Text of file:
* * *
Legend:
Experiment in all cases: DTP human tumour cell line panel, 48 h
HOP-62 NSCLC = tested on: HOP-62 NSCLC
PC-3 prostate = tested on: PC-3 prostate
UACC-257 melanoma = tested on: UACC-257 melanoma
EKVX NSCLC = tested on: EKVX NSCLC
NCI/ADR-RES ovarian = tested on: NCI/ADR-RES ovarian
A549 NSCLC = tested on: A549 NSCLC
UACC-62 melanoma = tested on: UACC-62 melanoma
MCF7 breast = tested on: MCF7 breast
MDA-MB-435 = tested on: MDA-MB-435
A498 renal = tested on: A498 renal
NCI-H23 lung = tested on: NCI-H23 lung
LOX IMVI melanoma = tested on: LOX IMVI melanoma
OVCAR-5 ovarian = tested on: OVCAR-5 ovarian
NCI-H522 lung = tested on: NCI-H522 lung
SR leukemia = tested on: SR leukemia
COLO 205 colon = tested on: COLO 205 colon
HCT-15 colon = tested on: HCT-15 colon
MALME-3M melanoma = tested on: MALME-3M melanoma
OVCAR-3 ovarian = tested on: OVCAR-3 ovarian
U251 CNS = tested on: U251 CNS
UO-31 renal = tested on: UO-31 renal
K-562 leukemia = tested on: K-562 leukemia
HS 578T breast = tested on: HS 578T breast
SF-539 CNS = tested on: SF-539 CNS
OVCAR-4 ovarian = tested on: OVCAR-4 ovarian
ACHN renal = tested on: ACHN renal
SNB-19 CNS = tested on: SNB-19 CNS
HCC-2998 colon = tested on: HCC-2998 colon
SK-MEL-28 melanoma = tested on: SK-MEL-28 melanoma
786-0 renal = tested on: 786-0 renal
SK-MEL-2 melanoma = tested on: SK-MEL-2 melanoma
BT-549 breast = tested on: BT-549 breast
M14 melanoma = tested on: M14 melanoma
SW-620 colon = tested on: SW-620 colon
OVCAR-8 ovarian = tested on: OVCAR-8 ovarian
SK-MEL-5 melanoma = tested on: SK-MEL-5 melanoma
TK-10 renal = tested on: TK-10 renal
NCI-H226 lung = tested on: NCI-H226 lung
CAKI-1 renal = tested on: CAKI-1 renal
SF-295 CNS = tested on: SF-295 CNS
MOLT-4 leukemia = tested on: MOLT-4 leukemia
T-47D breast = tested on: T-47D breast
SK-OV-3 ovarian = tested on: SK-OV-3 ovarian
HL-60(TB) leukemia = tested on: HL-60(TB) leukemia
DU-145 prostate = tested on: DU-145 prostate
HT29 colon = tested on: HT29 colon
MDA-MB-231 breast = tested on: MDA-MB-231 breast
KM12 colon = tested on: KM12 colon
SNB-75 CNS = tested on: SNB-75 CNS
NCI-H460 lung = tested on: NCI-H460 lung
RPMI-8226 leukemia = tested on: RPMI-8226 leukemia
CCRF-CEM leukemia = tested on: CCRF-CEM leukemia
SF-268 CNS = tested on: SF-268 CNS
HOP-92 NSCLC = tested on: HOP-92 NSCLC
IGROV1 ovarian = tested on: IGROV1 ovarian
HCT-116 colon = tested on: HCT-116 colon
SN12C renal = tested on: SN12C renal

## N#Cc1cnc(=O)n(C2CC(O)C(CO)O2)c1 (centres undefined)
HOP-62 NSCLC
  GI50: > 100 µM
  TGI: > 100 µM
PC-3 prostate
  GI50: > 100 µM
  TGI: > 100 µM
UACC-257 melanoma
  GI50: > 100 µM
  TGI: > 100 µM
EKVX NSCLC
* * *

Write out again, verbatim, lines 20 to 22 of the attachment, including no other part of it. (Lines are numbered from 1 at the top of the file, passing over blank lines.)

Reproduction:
MALME-3M melanoma = tested on: MALME-3M melanoma
OVCAR-3 ovarian = tested on: OVCAR-3 ovarian
U251 CNS = tested on: U251 CNS